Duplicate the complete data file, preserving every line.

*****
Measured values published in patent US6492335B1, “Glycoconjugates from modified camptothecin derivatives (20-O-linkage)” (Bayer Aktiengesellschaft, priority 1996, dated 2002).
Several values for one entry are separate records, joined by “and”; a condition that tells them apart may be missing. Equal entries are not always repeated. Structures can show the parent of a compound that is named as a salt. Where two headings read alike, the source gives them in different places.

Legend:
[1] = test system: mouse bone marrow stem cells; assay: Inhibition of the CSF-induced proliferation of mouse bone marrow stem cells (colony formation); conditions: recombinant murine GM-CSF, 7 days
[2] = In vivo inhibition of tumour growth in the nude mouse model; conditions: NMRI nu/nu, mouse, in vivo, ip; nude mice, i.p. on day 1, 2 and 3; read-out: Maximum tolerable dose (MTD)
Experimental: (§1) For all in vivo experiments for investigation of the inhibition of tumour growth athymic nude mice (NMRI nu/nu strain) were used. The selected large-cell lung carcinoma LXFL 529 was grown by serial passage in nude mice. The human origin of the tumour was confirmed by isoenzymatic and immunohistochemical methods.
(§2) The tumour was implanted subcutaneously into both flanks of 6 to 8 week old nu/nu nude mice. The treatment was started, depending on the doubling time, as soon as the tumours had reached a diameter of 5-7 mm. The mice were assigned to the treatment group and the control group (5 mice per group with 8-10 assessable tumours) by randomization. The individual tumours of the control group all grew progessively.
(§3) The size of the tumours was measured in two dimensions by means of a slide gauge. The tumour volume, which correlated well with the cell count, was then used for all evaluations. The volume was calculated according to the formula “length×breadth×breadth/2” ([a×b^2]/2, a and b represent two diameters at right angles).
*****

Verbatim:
Measured values published in patent US6492335B1, “Glycoconjugates from modified camptothecin derivatives (20-O-linkage)” (Bayer Aktiengesellschaft, priority 1996, dated 2002).
Several values for one entry are separate records, joined by “and”; a condition that tells them apart may be missing. Equal entries are not always repeated. Structures can show the parent of a compound that is named as a salt. Where two headings read alike, the source gives them in different places.

Legend:
[1] = test system: mouse bone marrow stem cells; assay: Inhibition of the CSF-induced proliferation of mouse bone marrow stem cells (colony formation); conditions: recombinant murine GM-CSF, 7 days
[2] = In vivo inhibition of tumour growth in the nude mouse model; conditions: NMRI nu/nu, mouse, in vivo, ip; nude mice, i.p. on day 1, 2 and 3; read-out: Maximum tolerable dose (MTD)
Experimental: (§1) For all in vivo experiments for investigation of the inhibition of tumour growth athymic nude mice (NMRI nu/nu strain) were used. The selected large-cell lung carcinoma LXFL 529 was grown by serial passage in nude mice. The human origin of the tumour was confirmed by isoenzymatic and immunohistochemical methods.
(§2) The tumour was implanted subcutaneously into both flanks of 6 to 8 week old nu/nu nude mice. The treatment was started, depending on the doubling time, as soon as the tumours had reached a diameter of 5-7 mm. The mice were assigned to the treatment group and the control group (5 mice per group with 8-10 assessable tumours) by randomization. The individual tumours of the control group all grew progessively.
(§3) The size of the tumours was measured in two dimensions by means of a slide gauge. The tumour volume, which correlated well with the cell count, was then used for all evaluations. The volume was calculated according to the formula “length×breadth×breadth/2” ([a×b^2]/2, a and b represent two diameters at right angles).